Each inheritance case is different and the court will base its decision on the facts and circumstances of that case.
Inheritance often causes contention when it comes to divorce. In Missouri, all marital property is divided equally between the spouses in a divorce. Both parties either have to reclassify the property as separate, in which case they won’t have to split it or they prove that they deserve a larger share of the property. An inheritance is generally one of the largest assets and money that a person can receive, so it is important that any issue concerning it be carefully considered. In this article we will discuss how inheritance is handled in a divorce in Missouri.
Inheritance in Missouri
Inheritance was considered separate property until it was mixed together. This could happen in a case where a cash inheritance is used to buy something for the house. This transformed the value of inheritance from separate to marital. However, this changed in 1998, when a law was passed that said that commingling was not enough. This means, the party needs to show both intent and commingling to convert inheritance into marital property.
Joint titling of property is considered evidence of intent. For example, if one spouse has a large amount of separate property, and he/she buys and sells a house, which is titled together as a married couple, and most of the down payment for the house came from the separate property, the value of that property would be considered commingled, because the house was titled jointly, and the title, in this case, is the evidence of intent.
In fact, if the money is deposited into a joint account, and is used to reinvest in another marital property, this too would be considered the intent of commingling. In this case, the spouse who brought the separate property into the marriage cannot consider this fund separate at the time of divorce. It would be considered marital based on the fact that it was commingled into a joint account, and then used in marital assets.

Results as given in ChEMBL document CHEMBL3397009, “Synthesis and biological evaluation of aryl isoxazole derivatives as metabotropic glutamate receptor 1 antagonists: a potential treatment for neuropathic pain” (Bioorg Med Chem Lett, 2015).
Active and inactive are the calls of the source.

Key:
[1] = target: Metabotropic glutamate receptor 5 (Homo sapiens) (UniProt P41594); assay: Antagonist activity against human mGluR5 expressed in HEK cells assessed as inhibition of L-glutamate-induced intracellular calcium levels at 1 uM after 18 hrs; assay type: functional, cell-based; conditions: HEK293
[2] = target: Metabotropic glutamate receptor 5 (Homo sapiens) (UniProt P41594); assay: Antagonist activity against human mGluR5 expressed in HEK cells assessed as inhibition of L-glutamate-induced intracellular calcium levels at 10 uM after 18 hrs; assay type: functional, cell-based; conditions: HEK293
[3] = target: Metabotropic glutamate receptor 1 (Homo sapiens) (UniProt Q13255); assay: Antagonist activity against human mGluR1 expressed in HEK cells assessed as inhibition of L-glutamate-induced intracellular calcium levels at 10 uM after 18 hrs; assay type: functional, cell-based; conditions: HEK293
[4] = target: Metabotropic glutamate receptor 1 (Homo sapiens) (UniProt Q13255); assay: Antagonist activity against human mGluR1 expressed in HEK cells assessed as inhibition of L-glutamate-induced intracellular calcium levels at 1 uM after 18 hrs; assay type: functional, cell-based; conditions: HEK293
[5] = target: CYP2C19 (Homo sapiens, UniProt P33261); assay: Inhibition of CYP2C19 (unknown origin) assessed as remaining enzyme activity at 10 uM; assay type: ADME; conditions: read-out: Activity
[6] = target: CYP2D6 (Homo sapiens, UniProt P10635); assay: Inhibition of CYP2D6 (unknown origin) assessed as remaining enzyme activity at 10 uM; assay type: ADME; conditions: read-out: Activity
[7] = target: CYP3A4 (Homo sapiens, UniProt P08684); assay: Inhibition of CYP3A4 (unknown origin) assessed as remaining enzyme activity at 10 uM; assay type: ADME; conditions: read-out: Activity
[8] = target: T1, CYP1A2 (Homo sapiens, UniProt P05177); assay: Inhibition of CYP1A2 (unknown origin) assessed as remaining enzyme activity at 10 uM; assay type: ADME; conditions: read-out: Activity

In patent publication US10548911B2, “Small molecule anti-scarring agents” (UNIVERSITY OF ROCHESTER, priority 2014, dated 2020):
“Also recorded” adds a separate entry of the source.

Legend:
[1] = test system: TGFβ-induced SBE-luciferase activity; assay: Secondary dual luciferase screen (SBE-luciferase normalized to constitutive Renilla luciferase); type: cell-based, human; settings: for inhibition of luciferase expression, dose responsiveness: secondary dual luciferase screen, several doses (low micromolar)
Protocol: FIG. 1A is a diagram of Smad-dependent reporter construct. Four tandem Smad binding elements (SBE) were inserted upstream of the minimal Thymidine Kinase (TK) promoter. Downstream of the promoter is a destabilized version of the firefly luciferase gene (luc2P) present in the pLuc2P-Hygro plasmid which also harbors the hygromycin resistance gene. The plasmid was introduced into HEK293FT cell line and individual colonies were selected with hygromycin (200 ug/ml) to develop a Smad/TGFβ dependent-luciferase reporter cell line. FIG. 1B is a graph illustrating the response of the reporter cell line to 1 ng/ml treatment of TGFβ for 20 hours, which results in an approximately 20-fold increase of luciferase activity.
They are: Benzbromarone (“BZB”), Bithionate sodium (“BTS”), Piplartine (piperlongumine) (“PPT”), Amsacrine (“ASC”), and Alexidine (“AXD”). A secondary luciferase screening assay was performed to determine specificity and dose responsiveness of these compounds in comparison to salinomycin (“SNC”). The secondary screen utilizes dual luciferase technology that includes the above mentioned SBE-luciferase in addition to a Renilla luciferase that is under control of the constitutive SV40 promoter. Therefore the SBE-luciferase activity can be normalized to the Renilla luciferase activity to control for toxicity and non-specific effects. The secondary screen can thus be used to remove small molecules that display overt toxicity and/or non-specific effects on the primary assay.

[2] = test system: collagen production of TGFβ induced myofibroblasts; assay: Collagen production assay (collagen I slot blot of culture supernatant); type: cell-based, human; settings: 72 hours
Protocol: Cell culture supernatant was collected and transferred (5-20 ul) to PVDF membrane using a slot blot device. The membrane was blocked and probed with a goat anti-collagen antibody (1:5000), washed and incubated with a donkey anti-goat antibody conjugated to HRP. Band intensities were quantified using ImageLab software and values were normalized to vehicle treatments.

When it comes to inheritance and divorce, each case is different, and the court determines each based on the specific facts and circumstances. The best way to show your intent to keep the property separate is to keep all the funds separately. If you are the inheriting spouse, you can request the court allows that the contribution should be taken into consideration when splitting the marital property.
Contact a St. Louis Divorce Lawyer
Each divorce case is different and inheritance and property division are two very complicated areas and governed by a complex set of laws. Each case is decided based on the particular facts and circumstances. If you find yourself in a situation where you or your spouse has a considerable inheritance that needs to be worked out, you should seek legal help from a competent and experienced St. Louis divorce attorney.
At The Betz Law Firm, we are committed to guiding our clients through the court process with the same level of professionalism that we would wish for our own family members. We are aware of the trust our clients’ place in us with the future of their family and we strive daily to earn it. Call us today for a free 30-minute phone consultation at (314) 801-8488 or fill out our online contact form.